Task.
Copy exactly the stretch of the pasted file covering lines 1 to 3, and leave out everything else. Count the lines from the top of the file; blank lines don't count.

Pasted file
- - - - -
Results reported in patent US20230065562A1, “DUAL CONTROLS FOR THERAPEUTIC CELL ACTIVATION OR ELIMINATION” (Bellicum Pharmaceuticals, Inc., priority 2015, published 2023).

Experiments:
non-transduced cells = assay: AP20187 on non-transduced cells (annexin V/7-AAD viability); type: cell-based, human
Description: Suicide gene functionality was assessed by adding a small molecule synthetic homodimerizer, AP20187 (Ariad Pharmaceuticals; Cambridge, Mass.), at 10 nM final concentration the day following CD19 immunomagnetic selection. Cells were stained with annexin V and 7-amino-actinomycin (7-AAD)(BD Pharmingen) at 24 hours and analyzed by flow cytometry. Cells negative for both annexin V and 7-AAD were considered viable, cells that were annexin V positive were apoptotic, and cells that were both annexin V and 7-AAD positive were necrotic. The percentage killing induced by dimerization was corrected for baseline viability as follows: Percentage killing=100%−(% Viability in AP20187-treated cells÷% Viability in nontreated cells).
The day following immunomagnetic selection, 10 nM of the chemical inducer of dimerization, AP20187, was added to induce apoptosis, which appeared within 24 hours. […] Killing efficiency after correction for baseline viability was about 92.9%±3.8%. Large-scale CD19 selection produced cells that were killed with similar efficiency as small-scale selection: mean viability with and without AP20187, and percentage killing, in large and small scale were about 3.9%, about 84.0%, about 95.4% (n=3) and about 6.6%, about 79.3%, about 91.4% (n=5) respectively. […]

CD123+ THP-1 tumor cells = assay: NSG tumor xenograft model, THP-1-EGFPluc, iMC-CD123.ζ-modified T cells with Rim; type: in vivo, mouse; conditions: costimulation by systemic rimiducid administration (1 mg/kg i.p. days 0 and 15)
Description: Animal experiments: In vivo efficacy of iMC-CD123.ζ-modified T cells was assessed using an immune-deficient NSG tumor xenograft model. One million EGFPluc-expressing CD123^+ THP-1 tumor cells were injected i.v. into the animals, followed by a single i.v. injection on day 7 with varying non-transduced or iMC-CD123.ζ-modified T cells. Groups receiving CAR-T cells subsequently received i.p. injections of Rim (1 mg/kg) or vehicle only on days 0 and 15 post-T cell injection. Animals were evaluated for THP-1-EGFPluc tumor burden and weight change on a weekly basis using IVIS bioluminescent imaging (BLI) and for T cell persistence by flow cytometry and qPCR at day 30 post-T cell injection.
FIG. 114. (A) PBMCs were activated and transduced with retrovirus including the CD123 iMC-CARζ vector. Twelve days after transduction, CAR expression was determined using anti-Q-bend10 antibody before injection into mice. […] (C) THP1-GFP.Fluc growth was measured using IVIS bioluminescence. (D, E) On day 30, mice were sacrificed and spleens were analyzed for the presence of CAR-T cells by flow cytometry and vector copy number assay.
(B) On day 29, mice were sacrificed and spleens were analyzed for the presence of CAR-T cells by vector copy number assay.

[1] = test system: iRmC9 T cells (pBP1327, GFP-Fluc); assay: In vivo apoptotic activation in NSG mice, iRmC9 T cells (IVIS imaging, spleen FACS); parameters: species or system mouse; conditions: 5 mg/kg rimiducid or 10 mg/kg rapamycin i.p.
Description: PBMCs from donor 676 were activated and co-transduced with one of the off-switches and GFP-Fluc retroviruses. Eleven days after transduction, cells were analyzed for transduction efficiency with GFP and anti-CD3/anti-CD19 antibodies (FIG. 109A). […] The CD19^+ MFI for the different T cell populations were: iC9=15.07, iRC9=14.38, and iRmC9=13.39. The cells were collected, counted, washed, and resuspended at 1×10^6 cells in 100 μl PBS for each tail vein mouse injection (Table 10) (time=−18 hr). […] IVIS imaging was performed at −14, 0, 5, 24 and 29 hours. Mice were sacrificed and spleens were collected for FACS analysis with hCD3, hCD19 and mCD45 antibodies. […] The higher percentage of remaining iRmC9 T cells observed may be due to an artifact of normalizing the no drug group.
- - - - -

Results reported in patent US20230065562A1, “DUAL CONTROLS FOR THERAPEUTIC CELL ACTIVATION OR ELIMINATION” (Bellicum Pharmaceuticals, Inc., priority 2015, published 2023).

Experiments:
non-transduced cells = assay: AP20187 on non-transduced cells (annexin V/7-AAD viability); type: cell-based, human